THE GRIND: North Forsyth’s Simpson working to return from ACL injury better than ever
Article courtesy of Forsyth County News
With only a slight limp, Haley Simpson circles the softball field at North Forsyth High School in the sweltering heat, retrieving balls that have either been fouled back or hit over the outfield fence. Anything to help practice run smoother.
She doesn’t have to be there, and admits that having to watch her teammates rather than playing with them is gut-wrenching. Once the official practice ends, Simpson straps on her knee brace and steps onto the outfield with a teammate for a short throwing session. She’s still learning to put pressure on her knee, and her throwing motion is more pronounced in the upper body than it would be. She’s still eagerly waiting the opportunity to bat again. Hopefully that’s just a few days away.
Since tearing the anterior cruciate ligament, or ACL, in her right knee on Jan. 9, Simpson has had a long, hard road to recovery that she says is exponentially more difficult than any combined club-varsity softball routine. She visited with and eventually had her surgery from the world-famous Dr. James Andrews, who has performed ACL surgeries and Tommy John surgeries on hundreds of professional name athletes.
On Mondays, Wednesdays and Fridays, Simpson has rehab at Champion Physical Therapy in Cumming, working on everything from strength, stretching, balance and isometrics. On Tuesdays, Thursdays and Saturdays she has a required workout sheet. All of her rehabilitation exercises are obscure—new to anyone who hasn’t gone through an ACL tear. She dreads the rehab, even though she’s months into the process, but knows it’s only making her a tougher player.
“I just want to get back out on the field. I’ve got a stolen base record to break. I hope I can put it way out of reach,” Simpson said.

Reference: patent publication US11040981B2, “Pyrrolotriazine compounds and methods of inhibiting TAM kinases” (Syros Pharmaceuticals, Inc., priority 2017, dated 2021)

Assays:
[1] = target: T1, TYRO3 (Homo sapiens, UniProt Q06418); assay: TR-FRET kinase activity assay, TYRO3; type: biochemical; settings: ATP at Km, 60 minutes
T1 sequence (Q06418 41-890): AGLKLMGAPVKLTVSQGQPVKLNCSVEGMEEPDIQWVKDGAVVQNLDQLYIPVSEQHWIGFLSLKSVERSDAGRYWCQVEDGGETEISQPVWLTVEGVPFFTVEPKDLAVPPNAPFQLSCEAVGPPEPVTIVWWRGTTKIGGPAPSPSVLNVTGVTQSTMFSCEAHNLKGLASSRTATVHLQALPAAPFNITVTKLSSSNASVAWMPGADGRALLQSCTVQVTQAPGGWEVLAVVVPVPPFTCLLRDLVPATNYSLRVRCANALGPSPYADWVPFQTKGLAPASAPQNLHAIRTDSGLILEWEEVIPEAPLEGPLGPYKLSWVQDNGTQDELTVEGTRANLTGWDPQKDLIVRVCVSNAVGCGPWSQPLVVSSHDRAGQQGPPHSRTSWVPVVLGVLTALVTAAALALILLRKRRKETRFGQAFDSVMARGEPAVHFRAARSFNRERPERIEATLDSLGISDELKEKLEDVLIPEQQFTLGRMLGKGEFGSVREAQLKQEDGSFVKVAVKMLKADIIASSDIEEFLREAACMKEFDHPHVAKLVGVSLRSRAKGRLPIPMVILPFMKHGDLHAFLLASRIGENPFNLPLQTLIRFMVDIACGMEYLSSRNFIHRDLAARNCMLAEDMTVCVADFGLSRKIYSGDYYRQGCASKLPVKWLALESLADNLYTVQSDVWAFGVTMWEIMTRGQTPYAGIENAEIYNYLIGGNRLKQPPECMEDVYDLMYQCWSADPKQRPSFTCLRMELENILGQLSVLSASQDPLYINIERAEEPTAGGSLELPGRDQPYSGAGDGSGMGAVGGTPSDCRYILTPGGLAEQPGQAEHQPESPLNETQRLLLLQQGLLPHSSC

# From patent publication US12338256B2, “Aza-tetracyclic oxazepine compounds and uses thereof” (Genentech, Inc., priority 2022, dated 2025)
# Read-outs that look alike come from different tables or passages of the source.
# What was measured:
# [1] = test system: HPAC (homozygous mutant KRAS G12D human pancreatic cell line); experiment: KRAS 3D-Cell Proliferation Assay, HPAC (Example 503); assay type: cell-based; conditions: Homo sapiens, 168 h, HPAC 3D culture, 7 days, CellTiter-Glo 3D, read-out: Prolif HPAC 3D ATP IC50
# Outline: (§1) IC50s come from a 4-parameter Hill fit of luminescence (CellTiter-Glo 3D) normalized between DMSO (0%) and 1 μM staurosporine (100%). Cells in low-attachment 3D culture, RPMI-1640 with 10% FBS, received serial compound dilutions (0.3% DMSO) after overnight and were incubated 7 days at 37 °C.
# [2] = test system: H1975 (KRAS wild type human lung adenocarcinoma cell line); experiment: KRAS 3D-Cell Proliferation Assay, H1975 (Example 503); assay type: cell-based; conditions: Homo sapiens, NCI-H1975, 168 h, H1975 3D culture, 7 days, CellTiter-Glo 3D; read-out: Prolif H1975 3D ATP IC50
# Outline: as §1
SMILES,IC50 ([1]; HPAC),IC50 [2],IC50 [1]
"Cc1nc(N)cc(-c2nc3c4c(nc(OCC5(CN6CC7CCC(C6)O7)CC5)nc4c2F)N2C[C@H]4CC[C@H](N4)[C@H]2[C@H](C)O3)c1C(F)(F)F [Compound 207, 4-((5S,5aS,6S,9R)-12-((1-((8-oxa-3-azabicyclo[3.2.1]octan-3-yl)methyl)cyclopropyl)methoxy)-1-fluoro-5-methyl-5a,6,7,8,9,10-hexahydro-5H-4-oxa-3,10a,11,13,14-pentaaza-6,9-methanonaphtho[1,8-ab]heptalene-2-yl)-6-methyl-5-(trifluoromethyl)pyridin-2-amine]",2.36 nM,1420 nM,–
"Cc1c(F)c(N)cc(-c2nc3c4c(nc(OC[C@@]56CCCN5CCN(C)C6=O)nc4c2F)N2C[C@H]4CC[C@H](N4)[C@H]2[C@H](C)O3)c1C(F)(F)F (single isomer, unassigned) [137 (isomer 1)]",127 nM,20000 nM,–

She’s only a rising junior, but as a taller, well-spoken leader she could almost pass as a coach. Simpson, who started playing softball at 4 years old, doesn’t remember a time where she wasn’t playing the game—that is, until that fateful basketball game against Johns Creek at the turn of the new year.
“I knew what it was as soon as I hit the floor,” Simpson said. “I didn’t want to believe it, so I was kind of in denial. I remember going to get the MRI and thinking it was a knee sprain, but my mom knew better. Once it was confirmed as an ACL tear I just had to get in the right mind to begin the rehab.”
Simpson’s mother and father have gone through ACL injuries before, so the game plan has already been executed in the Simpson household. Even though Haley was already well educated about the rehab process, it was the emotional adjustments that have taken her by surprise.
“As a player, I always kind of led by example,” Simpson said. “Last season I was the leadoff hitter on the softball team and kind of just getting on base, stealing bases, that was how I expressed myself. Now I can’t do anything physical at practice so I’ve learned a lot more about how to lead in other ways. As an upperclassman, I’m using my voice a lot more. I try to instruct at practice with some of the younger girls. I can’t even show how to do stuff so I have to explain a lot.
“I don’t know if I’m good at it,” she laughed, bashfully.
Simpson’s payoff from recovery will be two full seasons of softball with the Lady Raiders. Even though she has played with one of the top club teams in the state—the East Cobb Bullets—her long history of being a softball player at Coal Mountain has made playing for North a priority.
“We want to win region this year,” Simpson said. “That’s our goal every year, but we want to host a state game and go as far as we can in the playoffs.”
The timeline for Simpson’s rehab is nine to 10 months, which means she hopes to be back a third of the way into the fall season. Already committed to play SEC softball at South Carolina, she’s decided to put basketball to the side and focus on softball and track and field for the final two years of her high school tenure.
“I was really set on playing both in the beginning but the more I’ve rehabbed and realized how difficult this all is, I just don’t want to go through it again,” Simpson said. “South Carolina has been so supportive and wanted me to do whatever I wanted, but after talking with my parents I think this is the best decision.”
So, a full-time softball player Simpson will be when she returns. She plans on being pretty good too.
“I think I’ll be better, and stronger,” Simpson said. “This has been killing me, but I know it’s for the best.”